Build+manage VMs to support small ceph clusters for dev/test with your system images on libvirt/KVM hosts
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cephlvc
LICENSE
README.md
setup.py

README.md

Ceph Libvirt Clusterer

Build a dev/test cluster of not-yet-Ceph nodes on a hypervisor running libvirt and KVM.

If you are planning on writing Ceph code or writing applications that use Ceph, you're going to want a small cluster for development and testing. If you're running Linux with libvirt and KVM, this tool can help you provision such a cluster.

This tool only handles virtual machine creation. Once the virtual machines are built, you can use ceph-deploy, puppet, chef, or ansible to do the Ceph configuration.

Installation

Prerequisites

On Ubuntu/Debian machines:

sudo apt-get install python-libvirt python-virtualenv

On RHEL/CentOS machines:

# (coming soon... installing a RHEL system to test...)

On openSUSE machines:

sudo zypper install libvirt-python python-virtualenv

Clone the code and install:

git clone https://github.com/timfreund/ceph-libvirt-clusterer.git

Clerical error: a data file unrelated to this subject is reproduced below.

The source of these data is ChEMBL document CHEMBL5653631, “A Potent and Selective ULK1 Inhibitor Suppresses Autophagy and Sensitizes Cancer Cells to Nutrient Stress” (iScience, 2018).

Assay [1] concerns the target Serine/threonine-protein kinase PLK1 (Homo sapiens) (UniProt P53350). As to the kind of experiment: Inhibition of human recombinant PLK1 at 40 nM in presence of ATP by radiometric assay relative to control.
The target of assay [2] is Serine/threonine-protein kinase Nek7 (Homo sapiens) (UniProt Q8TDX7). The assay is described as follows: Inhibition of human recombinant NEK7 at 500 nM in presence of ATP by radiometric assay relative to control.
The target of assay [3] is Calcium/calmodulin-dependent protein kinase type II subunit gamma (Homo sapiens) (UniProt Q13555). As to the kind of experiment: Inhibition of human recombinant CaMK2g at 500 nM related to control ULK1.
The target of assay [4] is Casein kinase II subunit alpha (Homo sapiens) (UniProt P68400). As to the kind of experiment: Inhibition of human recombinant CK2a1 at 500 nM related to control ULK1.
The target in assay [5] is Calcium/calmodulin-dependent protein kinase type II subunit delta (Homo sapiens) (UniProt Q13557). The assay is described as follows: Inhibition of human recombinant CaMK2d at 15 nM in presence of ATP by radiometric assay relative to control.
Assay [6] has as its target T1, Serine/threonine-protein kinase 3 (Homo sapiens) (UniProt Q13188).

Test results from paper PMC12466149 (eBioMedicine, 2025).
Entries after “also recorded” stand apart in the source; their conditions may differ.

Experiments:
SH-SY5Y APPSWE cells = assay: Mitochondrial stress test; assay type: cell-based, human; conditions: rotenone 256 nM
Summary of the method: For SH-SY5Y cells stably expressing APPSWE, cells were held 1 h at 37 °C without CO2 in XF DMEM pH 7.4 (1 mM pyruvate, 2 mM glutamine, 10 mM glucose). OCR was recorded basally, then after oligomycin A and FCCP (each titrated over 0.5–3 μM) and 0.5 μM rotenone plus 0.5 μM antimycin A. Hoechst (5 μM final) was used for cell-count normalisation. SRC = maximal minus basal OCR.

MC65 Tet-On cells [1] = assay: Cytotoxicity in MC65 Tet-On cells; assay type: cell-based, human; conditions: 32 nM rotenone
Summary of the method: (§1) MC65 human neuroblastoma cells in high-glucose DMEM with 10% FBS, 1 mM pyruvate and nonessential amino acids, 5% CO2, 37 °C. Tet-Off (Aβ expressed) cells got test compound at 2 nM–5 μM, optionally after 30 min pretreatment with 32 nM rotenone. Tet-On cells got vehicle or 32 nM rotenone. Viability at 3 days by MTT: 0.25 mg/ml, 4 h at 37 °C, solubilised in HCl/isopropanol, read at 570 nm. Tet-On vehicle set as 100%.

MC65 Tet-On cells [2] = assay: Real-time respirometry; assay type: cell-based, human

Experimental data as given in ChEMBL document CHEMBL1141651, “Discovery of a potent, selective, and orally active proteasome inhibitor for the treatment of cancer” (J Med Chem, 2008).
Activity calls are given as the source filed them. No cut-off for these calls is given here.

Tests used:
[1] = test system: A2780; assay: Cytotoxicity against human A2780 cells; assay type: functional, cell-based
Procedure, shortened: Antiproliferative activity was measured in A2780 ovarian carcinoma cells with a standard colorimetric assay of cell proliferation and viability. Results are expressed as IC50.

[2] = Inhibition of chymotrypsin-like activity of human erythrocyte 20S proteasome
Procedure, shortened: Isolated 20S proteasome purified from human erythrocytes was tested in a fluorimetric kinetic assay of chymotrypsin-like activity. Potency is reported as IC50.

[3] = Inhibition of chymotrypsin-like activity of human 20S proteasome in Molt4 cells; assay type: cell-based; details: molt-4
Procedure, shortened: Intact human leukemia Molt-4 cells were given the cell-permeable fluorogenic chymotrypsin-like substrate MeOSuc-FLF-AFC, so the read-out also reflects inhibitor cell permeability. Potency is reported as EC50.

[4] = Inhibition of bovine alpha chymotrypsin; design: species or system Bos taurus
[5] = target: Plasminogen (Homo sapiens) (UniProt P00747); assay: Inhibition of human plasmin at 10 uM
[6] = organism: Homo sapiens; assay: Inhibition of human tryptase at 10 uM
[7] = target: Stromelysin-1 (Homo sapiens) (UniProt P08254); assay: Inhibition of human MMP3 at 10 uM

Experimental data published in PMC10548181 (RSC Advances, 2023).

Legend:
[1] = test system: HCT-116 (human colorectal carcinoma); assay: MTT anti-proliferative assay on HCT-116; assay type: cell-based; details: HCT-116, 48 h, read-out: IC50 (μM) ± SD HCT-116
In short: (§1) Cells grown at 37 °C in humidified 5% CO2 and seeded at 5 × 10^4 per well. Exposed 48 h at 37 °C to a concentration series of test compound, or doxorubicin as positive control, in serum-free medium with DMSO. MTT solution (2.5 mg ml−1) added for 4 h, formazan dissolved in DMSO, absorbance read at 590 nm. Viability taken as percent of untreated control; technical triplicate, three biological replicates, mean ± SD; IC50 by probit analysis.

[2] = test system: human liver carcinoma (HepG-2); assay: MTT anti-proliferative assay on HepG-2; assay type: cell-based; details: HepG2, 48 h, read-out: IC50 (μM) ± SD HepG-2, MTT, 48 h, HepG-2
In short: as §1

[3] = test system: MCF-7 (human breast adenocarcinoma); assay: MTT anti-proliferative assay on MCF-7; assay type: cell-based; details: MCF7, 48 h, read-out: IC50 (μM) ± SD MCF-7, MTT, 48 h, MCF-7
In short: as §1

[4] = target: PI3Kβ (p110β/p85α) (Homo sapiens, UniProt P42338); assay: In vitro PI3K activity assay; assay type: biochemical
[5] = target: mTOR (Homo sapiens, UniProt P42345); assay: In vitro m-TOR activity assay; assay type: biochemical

cd ceph-libvirt-clusterer
virtualenv --system-site-packages venv
. venv/bin/activate
python setup.py develop

Usage

Before you use cephlvc, you need a machine image that the rest of your cluster will be built with. I built this tool to test openSUSE's Ceph Enterprise Storage, so I have a virtual machine named opensuse-ceph-template with the following attributes:

  • ceph user is created
  • ceph user has a SSH key
  • ceph user's public key is in the ceph user's authorized_keys file
  • ceph user is configured for passwordless sudo
  • emacs is installed (not strictly necessary :-) )

Right now there's an API. A command line interface is planned.

import cephlvc
import libvirt

cluster = cephlvc.Cluster(name='cephdemo',
    template_domain_name='opensuse-ceph-template',
    virtcon=libvirt.open())

for x in range(0, 4):
    cluster.add_domain(data_volume_count=3, data_volume_size=8192)

cluster.power_on()

# at this point you're going to want to know the IP addresses of the machines:
cluster.print_ip_addresses()
# work, work, work, work, work
cluster.power_off()

That code will create 4 machines:

  • cephdemo-00
  • cephdemo-01
  • cephdemo-02
  • cephdemo-03

And each machine will have three data volumes of 8GB.